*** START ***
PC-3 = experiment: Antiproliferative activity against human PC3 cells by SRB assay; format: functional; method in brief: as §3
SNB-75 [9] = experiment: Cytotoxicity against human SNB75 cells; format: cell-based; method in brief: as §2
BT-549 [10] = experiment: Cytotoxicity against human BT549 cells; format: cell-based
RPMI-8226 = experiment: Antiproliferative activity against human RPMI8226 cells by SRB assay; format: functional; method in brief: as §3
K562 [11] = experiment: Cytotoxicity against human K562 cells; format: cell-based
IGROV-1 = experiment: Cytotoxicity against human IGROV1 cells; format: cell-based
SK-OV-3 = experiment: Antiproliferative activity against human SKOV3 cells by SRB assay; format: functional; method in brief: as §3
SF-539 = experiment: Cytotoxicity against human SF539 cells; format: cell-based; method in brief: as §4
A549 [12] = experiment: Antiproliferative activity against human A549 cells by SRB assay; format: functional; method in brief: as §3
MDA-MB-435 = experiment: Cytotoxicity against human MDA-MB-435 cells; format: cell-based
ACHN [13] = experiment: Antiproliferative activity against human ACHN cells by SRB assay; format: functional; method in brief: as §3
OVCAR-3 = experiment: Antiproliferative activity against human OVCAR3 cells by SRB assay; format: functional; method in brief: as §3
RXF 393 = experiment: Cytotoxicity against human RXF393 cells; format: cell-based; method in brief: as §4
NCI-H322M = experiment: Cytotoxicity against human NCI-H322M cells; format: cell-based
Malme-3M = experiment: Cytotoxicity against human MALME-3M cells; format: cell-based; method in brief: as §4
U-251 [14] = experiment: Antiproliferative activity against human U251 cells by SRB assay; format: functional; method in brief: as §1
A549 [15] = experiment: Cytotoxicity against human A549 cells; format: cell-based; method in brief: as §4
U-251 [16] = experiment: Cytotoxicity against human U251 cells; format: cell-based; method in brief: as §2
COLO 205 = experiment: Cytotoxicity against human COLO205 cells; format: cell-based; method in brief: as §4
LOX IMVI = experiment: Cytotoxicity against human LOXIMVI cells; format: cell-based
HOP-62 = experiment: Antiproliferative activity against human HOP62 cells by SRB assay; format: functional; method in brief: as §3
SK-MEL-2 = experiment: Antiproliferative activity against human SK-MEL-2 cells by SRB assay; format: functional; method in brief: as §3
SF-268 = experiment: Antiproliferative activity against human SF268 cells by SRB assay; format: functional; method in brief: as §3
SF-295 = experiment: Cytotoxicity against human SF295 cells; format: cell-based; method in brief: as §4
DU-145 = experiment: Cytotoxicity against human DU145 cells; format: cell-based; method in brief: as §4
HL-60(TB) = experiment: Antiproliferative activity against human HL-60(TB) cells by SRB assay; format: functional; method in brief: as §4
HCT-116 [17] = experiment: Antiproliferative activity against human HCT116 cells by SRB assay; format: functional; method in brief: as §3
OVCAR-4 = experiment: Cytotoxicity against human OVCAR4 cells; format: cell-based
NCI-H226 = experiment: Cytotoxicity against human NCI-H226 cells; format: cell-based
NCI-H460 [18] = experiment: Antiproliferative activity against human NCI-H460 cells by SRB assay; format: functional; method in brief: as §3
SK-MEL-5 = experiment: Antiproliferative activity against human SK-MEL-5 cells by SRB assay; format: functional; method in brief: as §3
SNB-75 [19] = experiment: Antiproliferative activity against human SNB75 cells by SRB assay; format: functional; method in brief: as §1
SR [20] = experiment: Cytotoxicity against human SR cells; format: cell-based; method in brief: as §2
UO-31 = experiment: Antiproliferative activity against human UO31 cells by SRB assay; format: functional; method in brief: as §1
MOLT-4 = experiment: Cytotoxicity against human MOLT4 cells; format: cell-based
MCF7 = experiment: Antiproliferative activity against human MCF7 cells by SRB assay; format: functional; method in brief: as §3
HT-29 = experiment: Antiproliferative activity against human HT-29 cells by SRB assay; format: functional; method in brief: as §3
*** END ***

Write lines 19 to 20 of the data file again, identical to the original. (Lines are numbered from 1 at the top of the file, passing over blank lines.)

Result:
COLO 205 = experiment: Cytotoxicity against human COLO205 cells; format: cell-based; method in brief: as §4
LOX IMVI = experiment: Cytotoxicity against human LOXIMVI cells; format: cell-based